Lately I’ve been doing a lot of work on backstory and context, not only for ONLY’s END, but for the worlds and species of Civspace. In my mind I know a lot of this. For example, the Phair species has an extreme male-female ratio, on the order of 10:1. This makes them risk-takers, makes them cynical, and makes them sexually voracious – you have to be, otherwise the other 9 Phair will beat you to the grand prize, as it were.
So, I know that, but to be truthful I haven’t worked out all the implications. That’s why writing it down is so important, so that when I spend time thinking through “what ifs?” I don’t lose any of that, but capture it so I can iterate on it. Some of this is pretty mechanical; for example I need a fixed timeline on when Raylics encountered Terrans, and in broad terms what happened in the 360 years since then. Then when a character refers to this or that war, that will be a consistent point in time for all the characters that might also mention it. Other parts are broad strokes: what’s the temperament of an alien species, or what happened in the early life of the main characters.
All in all, there’s hundreds of facts to think up and set down. No single one is all that important, but taken as a corpus, they’re super-important – thus the “fiddly-bits” reference as used by Slartibartfast.
Another thing that goes into this reference doc is vignettes or bits of backstory that I originally create as part of an actual chapter or story, but that I decide are too much of an “info dump”. Here’s one, hopefully amusing, about the Oro-Ka. All hail Fleen!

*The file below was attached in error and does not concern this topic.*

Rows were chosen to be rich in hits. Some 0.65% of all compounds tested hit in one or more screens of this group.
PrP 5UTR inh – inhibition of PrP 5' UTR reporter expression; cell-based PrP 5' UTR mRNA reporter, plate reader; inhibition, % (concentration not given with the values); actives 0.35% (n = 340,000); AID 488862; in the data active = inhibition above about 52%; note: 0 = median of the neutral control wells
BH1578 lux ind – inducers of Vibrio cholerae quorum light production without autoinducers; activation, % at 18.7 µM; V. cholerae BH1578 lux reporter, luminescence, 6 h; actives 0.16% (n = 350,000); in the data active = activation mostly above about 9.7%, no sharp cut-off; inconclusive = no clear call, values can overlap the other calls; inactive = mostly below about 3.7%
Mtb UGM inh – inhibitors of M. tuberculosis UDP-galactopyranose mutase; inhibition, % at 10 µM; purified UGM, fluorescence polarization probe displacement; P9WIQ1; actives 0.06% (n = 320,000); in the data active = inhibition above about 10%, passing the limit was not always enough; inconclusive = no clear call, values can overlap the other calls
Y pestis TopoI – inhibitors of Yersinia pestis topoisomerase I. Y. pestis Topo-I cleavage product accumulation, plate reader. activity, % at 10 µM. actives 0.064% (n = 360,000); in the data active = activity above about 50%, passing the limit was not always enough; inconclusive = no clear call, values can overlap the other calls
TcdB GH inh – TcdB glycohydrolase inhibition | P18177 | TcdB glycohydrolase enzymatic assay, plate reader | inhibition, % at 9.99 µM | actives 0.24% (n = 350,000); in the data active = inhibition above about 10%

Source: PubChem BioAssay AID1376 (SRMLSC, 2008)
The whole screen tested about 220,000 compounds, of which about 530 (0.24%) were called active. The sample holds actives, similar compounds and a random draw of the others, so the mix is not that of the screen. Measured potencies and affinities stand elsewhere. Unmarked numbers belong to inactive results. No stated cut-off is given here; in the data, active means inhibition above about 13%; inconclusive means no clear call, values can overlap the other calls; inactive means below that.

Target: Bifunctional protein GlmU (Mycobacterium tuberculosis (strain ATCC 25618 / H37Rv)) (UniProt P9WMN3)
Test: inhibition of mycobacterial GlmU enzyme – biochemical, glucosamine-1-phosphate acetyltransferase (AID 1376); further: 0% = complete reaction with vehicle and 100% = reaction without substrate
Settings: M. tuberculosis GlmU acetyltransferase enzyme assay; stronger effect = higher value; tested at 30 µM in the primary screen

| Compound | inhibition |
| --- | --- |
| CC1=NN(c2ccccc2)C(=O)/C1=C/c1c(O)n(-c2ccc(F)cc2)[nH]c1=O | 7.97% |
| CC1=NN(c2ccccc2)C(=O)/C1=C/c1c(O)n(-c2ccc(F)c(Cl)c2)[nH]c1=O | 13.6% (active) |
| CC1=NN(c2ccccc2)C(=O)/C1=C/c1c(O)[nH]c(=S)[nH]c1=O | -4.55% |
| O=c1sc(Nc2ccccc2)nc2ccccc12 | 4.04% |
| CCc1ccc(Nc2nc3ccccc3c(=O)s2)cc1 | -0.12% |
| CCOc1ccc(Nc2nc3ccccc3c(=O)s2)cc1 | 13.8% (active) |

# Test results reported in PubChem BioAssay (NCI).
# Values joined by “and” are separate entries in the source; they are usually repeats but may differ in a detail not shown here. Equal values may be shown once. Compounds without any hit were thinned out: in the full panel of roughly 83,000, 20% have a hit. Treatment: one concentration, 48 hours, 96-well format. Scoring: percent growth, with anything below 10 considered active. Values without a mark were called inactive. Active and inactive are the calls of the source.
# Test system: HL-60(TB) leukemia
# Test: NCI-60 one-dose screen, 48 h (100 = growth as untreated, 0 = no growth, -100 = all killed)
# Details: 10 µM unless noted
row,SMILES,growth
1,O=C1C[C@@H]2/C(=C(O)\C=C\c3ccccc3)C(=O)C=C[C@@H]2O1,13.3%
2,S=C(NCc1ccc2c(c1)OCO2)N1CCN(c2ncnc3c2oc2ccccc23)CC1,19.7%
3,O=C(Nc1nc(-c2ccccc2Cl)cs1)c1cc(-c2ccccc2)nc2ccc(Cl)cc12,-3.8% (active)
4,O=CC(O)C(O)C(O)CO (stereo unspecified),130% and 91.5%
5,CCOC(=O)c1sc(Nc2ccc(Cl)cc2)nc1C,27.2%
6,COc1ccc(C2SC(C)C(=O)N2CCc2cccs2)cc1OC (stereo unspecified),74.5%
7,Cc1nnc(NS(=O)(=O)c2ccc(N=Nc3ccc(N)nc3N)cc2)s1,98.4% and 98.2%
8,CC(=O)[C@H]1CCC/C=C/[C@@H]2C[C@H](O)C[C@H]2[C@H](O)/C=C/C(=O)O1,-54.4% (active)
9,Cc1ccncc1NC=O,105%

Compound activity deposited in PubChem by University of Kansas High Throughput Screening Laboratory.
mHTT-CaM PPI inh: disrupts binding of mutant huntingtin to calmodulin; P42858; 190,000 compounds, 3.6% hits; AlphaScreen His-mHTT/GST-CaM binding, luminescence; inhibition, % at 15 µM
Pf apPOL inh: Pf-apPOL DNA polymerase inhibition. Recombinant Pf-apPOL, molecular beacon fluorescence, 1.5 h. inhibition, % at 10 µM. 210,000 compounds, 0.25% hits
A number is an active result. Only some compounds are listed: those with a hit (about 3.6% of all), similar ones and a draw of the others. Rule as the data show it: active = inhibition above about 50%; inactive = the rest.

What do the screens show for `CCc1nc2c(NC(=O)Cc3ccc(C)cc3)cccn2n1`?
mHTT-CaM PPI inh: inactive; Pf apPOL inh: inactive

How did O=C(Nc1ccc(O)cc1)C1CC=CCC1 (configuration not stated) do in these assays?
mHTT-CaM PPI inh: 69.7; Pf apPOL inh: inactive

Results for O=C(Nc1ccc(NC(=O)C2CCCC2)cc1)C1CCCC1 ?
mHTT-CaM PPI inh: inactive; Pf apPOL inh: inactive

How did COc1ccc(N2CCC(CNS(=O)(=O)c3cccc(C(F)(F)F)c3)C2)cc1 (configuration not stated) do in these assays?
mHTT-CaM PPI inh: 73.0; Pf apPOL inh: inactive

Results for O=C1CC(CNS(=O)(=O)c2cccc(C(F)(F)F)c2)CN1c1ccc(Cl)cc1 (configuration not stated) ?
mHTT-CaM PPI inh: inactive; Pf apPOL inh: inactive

The next day the Oro-Ka were still on my mind. They have been a star-faring race for more than ten thousand years, more than three times longer than the Keret, and more than twenty-five times longer than we come-lately Terrans. Terendurr believes the Junn have an even longer history than the Oro-Ka, but they are now a wholly space-borne people and have little contact with Civspace.
As the Black Stone observed, it is pointless to guess the motivations of an Oro-Ka. They are renowned for chaotic behavior. A few years back, in our own city of Kuundo, a prestigious research conference was visited by a certain Oro-Ka. Their name escapes me, but this individual presented several times at the conference and in fact convinced a number of Terran and Raylic researchers to abandon long-held theories and pursue a different, highly unlikely idea, with no evidence, based solely on his arguments. The scientists discontinued their grants and plunged headlong into this new venture, at considerable loss of prestige. Then it was discovered some months later that this same Oro-Ka spent his nighttime hours in Kuundo as a street preacher, passionately proclaiming the imminent coming of the bird-god Fleen, who would ordain a new golden age for Raylic and Terran alike; the only price being the eradication of all feline-form house pets.
The cult of Fleen persisted, with hundreds of members, for over a year. Certain commentators pondered whether this Oro-Ka might all along had been here for a different purpose than religion or scientific collaboration, but rather to experiment on the population of Kuundo.
The thing is, with Oro-Ka, you can’t tell. He might have been hoaxing everyone, measuring our gullibility. But he may well have been totally sincere in all he said and did.